It's not difficult to image the same sort of steel frame supporting a more recent skyscraper. However, Sullivan did not simply accept the structural engineer's geometry and simply mimic or represent it on the facade.
Instead, the steel columns are coordinated with the overall geometry of the building such that every other masonry pier contains a steel column (and is therefore structural). Therefore the alternate piers are non-structural.
Some might believe this to be an example contradicting Sullivan's famous dictum that "Form follows function." From Sullivan's viewpoint, I don't think he saw any conflict whatsoever.
I believe his understanding of a building's "function" to be much more than the technical realities hidden within the construction.
The so-called Functionalists have completely misunderstood and misinterpreted Sullivan's concept regarding the function of architecture. Rather than some form of materialism, truth to materials, or the representation of a building's internal functions, Sullivan conceived of the function of architecture to be among the highest expressions of a culture.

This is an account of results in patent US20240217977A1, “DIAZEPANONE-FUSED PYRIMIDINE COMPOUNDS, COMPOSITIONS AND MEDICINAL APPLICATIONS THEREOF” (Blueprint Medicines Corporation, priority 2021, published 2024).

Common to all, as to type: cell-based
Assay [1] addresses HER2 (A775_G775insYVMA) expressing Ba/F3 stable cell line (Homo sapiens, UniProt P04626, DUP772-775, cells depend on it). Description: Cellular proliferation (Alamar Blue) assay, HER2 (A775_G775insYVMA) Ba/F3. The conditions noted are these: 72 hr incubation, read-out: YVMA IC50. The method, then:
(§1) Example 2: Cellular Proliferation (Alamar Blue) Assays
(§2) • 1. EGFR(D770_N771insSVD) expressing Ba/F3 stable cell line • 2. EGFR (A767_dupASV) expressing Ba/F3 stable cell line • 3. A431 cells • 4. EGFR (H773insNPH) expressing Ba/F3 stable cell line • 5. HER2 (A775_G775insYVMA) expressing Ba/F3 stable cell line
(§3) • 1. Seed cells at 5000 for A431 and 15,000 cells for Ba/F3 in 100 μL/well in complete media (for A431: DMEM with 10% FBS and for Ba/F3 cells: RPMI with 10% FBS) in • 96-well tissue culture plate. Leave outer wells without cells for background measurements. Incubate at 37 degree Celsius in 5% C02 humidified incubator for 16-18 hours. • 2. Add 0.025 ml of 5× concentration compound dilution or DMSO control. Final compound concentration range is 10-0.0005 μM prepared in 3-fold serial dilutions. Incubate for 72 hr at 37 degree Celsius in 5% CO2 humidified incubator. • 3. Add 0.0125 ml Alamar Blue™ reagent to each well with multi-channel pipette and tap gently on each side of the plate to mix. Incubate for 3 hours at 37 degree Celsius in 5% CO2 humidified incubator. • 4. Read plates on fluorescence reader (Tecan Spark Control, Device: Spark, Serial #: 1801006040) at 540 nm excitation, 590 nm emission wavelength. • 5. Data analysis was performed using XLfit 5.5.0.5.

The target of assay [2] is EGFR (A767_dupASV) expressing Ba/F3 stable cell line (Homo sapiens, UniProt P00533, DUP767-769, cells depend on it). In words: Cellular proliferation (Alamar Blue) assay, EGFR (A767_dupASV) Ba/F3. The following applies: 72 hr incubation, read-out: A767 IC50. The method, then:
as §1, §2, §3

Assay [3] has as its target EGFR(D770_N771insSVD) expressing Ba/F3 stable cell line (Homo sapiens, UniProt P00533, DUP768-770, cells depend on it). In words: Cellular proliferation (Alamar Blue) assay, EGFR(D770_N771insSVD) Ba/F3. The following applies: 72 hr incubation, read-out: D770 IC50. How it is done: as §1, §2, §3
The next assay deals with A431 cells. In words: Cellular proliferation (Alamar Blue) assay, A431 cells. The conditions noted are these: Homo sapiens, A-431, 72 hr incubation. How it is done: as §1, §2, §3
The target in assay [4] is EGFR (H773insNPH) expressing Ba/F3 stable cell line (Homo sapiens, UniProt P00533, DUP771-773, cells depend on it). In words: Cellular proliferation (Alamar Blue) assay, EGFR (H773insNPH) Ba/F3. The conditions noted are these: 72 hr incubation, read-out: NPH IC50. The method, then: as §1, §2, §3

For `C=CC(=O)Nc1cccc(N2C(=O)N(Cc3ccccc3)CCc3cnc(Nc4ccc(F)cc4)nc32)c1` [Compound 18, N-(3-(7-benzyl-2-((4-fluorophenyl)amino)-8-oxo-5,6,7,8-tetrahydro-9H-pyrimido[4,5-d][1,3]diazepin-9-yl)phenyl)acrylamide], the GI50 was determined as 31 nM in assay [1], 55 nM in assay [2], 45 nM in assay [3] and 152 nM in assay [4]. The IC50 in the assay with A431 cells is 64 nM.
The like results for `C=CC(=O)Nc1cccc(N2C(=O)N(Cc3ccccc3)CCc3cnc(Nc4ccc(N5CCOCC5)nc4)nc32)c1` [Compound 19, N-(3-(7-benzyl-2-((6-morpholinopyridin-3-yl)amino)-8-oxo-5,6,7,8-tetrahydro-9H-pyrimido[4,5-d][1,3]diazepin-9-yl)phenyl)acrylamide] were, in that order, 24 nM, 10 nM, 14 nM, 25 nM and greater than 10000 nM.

So a building is meant to satisfy deeper, more fundamental needs of a spiritual and psychological nature rather than an expression of mere matter.
I believe Sullivan's ideas of "Organic Architecture" have been similarly misunderstood and misinterpreted by generations of architects attempting to follow his principles.
HABS (Historic American Building Survey) project from a very similar viewpoint (compare to above construction photograph).
The construction photograph above was published in James F. O'Gorman. Three American Architects: Richardson, Sullivan, and Wright, 1865-1915. Chicago & London: The University of Chicago Press, 1991. The image appears on page 100 and is captioned as follows: "Figure 64. Adler and Sullivan, in construction (L'Architecture, 1894: University of Pennsylvania Library; photo courtesy of George E. Thomas)."
For additional information on the Wainwright Building see: Saint Louis Historic Preservation, Great Buildings Online, and The Library of Congress. You can search for many other photographs of the Wainwright Building on Flickr.